Tuesday, October 9, 2012

It's too early for weird

This spot has not been updated for a while due in large part to my relative incapacity -- a result of some unplanned surgery that sapped my energy. I suggest readers might find it amusing to read My View, appearing in the November/December issue of ILS, for details. But I am now almost 100% and back at the keyboard. Again, see My View for more thoughts on this.

So how did the world fair while I was away? Let's see: the Eurozone is still a mess, although Greece is back in favor with a new finance minister in charge. However, Portugal and Spain are still stressing out -- no change there. China remains the big thorn in everyone's side, as manufacturing in that country has contracted for the 11th straight month and the economic expansion in August was the worst performance in three years. The government still seems to be focused on domestic opportunities, and there does not seem to be any support for assisting the capex market to produce sales of sophisticated imported equipment for the production of parts for export. The outlook in China, according to MAPI (Manufacturers Alliance for Productivity and Innovation), is for 2012 manufacturing sales to grow 7.8%, down from previous estimates of 8.6%. For machinery and equipment, sales revenue is anticipated to be down 3% in 2012 and 4% in 2013 from previous estimates.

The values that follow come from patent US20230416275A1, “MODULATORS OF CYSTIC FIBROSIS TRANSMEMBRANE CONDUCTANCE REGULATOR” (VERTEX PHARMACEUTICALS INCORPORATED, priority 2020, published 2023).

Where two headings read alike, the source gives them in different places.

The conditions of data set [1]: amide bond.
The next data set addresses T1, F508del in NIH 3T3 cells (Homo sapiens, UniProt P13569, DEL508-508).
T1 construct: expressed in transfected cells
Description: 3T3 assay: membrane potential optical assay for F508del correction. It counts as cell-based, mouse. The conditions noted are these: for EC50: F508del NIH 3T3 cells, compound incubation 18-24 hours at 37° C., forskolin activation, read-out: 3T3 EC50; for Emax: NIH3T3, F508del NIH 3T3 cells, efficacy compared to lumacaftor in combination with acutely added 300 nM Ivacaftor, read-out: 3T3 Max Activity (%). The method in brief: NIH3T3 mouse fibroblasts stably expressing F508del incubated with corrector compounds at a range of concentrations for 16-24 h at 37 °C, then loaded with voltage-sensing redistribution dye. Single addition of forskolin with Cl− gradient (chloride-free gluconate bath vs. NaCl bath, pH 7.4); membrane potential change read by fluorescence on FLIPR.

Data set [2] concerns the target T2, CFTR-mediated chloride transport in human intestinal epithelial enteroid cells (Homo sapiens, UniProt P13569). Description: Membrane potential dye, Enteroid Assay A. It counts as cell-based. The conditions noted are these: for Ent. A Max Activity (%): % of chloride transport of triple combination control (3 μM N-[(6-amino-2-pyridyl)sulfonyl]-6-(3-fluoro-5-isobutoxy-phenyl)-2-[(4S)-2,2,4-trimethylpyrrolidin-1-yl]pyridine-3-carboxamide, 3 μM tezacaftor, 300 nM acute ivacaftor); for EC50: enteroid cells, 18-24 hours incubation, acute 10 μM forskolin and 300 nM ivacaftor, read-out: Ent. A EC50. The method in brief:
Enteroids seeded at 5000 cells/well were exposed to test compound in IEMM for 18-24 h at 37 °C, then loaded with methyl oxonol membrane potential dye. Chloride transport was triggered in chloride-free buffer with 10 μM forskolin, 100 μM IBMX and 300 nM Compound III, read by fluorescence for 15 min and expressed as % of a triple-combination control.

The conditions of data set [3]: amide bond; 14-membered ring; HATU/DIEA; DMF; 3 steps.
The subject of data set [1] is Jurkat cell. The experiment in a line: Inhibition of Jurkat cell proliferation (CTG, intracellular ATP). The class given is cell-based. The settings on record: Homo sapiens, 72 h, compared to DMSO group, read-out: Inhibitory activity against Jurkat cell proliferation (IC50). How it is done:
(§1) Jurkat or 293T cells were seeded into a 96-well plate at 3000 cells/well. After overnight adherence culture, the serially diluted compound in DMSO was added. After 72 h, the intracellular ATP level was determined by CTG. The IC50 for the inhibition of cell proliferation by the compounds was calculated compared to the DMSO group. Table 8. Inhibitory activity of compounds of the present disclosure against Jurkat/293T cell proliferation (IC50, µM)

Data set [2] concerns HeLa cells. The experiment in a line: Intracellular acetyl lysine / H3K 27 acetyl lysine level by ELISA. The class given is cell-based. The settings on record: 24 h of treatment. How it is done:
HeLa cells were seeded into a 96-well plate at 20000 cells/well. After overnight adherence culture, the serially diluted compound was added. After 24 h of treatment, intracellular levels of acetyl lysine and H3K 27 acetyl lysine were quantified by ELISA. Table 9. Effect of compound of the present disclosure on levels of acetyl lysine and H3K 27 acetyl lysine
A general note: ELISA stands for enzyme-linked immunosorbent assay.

All of this means that countries exporting equipment into China will have to gut out 2012 and hope the government has another change of policy to open the floodgates for imports in 2013.

Working back down the food chain, this is not pleasant news for European companies dependent on exports to China. In the US, manufacturing grew for the first time in four months according to the ISM (Institute for Supply Management). And this poses a conundrum: are US companies dependent on sales to China or not? It looks like a "not" at this time, as manufacturing is cruising along even though surveys suggest that these companies are anxious about the possibility of a fiscal cliff brought on by domestic tax increases and budget cuts.

Third quarter reports and guidance from our ILS survey companies will start to arrive in our offices in late November, just in time for compilation into our annual economic review of the laser market. As of this writing, I don't have a clue as to what the numbers will look like, but I have the feeling the China situation may finally be rearing its ugly head here, as in other industrialized nations. Whatever happens, it looks like a bumpy ride for the coming weeks.